Since its release, the Disney/BBC film Chimpanzee has sparked a unique debate. In both published reviews and message boards across the Internet, there are discussions over this one issue and how it affects the film’s artistic authenticity and scientific sophistication. That issue is “anthropomorphism,” the literary device of projecting human characteristics onto nonhuman things. The debate concerns whether the film overanthropomorphizes its subjects with poetic licence and introspective narrative — essentially, whether it or not it treats the central characters too much like humans.
This debate is loaded with scientific and cultural implications. As research continues to uncover new aspects of animal behavior, the divide between Man and beast is continuously blurred. Chimpanzees (and their criminally underplayed close biological relatives, the bonobos), with what we now know about their social organization and cognitive abilities, are at the forefront of the animal kingdom in this regard, reaching across the gap and disrupting Man’s place at the center of the universe. However, as much as our so-called progressive society welcomes these revelations, there is a point where things can be taken too far, and we can’t allow the difference between Man and animal to be expunged.
The film documents the unique and tumultuous childhood of a male chimpanzee named Oscar. Oscar’s troop resides in Taï National Park, a tropical rain forest on the Ivory Coast in West Africa. As resources become more and more scarce, the troop, under the leadership of its alpha male, Freddie, must ward off a rival group of chimps that are attempting to seize the most ecologically rich parts of their territory. The rival group mounts raids on Oscar’s troop, and eventually, Oscar’s mother is caught in the middle of one of these encounters, injured, and subsequently killed by a leopard in her weakened state.
Oscar remains a part of the troop but must act independently, learning the basics of survival by observing the behaviors of others. Eventually, Freddie starts to behave as a parent to Oscar, teaching him tool use and carrying him on his back, while still maintaining his duties as alpha male. This incident sets the footage apart from anything ever captured on film — it’s not just something that can but cut into a family-friendly docudrama; it’s a revolutionary piece of scientific research.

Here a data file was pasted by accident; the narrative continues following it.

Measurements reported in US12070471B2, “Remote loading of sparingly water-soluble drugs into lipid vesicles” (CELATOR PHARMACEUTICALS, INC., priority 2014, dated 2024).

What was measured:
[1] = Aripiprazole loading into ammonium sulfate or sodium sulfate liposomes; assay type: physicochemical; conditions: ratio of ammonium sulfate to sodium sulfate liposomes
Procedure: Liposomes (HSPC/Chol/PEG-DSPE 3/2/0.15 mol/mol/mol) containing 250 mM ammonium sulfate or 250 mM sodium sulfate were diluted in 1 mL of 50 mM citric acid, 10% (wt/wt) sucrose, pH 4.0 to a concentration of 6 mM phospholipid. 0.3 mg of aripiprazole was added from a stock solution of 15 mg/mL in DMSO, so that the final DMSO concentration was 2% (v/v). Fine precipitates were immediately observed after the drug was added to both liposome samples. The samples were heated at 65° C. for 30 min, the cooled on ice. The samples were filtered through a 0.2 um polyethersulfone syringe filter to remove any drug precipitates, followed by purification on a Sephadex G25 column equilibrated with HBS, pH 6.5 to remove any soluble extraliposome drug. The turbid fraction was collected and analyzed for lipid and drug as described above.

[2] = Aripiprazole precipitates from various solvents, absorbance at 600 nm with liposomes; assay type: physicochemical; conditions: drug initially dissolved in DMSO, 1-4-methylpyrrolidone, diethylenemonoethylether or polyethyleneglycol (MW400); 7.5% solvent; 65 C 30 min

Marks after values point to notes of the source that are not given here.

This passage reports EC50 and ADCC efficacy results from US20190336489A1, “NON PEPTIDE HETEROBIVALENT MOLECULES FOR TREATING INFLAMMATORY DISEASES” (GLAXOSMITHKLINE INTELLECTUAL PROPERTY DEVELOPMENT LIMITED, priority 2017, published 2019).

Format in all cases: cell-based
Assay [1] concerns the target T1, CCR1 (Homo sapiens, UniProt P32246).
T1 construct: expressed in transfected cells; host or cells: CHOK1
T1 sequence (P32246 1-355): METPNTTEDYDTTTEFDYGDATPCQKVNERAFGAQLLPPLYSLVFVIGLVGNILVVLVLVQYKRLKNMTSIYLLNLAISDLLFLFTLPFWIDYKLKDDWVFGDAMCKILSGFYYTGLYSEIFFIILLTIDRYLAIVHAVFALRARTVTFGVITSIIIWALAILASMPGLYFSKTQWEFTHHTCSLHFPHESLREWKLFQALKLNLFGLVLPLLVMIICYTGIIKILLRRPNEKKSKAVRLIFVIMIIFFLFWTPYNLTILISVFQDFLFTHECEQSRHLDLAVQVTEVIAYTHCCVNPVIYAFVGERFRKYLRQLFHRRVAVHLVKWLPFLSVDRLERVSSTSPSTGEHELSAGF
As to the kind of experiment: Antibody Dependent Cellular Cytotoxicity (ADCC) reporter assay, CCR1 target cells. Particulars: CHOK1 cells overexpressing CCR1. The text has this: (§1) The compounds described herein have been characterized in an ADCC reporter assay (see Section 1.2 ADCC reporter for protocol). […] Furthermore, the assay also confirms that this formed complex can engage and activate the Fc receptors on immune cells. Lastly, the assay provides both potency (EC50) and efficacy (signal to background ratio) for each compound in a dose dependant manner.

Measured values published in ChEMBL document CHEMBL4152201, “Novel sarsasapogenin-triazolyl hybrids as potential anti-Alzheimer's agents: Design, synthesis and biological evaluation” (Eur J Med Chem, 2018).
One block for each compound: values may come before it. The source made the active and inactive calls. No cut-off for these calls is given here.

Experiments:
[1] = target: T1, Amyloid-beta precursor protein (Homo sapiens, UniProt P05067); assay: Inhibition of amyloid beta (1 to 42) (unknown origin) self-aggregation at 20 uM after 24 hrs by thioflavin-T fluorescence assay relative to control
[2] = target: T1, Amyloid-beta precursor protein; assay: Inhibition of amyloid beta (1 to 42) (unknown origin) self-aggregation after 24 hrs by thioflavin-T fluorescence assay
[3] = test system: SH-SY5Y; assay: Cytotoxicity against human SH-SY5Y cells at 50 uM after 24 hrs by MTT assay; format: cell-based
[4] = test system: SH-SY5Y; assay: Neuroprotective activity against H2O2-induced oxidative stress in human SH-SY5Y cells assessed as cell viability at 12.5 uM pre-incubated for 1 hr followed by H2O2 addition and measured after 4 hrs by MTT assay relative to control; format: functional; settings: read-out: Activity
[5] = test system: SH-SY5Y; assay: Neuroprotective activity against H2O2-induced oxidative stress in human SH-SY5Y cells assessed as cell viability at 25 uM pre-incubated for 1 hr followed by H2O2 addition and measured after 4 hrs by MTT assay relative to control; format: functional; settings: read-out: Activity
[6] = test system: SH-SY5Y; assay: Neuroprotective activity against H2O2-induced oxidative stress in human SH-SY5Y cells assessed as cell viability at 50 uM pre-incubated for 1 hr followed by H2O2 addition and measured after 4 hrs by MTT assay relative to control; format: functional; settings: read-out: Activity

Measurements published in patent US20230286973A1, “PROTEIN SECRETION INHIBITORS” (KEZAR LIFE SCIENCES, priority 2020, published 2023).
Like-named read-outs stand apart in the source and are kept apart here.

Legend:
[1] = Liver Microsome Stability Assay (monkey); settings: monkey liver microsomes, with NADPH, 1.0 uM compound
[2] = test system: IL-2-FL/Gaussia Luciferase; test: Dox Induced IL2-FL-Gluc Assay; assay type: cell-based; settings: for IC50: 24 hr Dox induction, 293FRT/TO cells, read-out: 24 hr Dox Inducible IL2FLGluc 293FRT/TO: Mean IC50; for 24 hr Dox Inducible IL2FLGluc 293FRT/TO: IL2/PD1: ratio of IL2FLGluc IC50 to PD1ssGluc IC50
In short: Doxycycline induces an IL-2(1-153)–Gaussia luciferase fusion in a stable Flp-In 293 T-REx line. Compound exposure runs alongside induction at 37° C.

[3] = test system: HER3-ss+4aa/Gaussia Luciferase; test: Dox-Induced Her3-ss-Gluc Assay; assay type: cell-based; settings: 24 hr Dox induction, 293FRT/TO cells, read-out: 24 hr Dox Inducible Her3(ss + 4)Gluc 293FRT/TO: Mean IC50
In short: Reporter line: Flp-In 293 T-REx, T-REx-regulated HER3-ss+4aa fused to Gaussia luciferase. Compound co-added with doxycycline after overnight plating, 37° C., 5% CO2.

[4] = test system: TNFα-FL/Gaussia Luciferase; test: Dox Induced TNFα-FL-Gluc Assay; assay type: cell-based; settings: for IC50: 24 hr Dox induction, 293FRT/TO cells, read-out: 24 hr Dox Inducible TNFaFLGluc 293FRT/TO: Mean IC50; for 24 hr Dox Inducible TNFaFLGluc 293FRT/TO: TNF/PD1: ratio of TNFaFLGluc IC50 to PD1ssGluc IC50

The story is undoubtedly touching. Seeing a hard-boiled alpha male carrying a big-eared baby chimp on his back would melt anyone’s heart. The problem with the film is that it embraces the idea of animals having emotions and thoughts so readily that it becomes deceptive. We can interpret similar behaviors of humans and animals as being closely related in purpose and function (i.e. reason and emotion), but the film’s narrative imposes vivid and distinctly human characteristics onto the animals. The film abandons all scientific restraint and skepticism in this regard.
In 1607, English explorer Andrew Battel returned home after having been imprisoned by Portuguese colonists in the Congo. Battel’s journal, Purchas his Pilgrimes, tells stories of “ape monsters” and massive, man-like beasts he encountered (gorillas, chimpanzees, and bonobos, as we now know them). Battel insisted on calling these humanish beasts “monsters” and adamantly debased them to brutishness and savagery. Why? Great ape biologist Eric Michael Johnson argues that Battel insisted on using these words out of distress. According to Johnson, Battel was greatly unsettled by seeing something that was clearly an animal but whose anatomy and facial features bore disturbing similarity to a human’s. He says that “. . . to use this term [monster] repeatedly for describing great apes suggests that the experience was so profoundly disturbing that the only recourse was to relegate them to some narrow island of the mind where similarities to humans could be ignored.” As with the revelations of Copernicus and Galileo, Man’s place at the center of the universe, as the appointed master of Earth, was disrupted. The divide between Man and animal was being threatened, and the most emotionally satisfying solution for Battel and Western culture was to deliberately belittle these animals, to think of them as enemies, and to portray them as beastly creatures without a trace of human sophistication.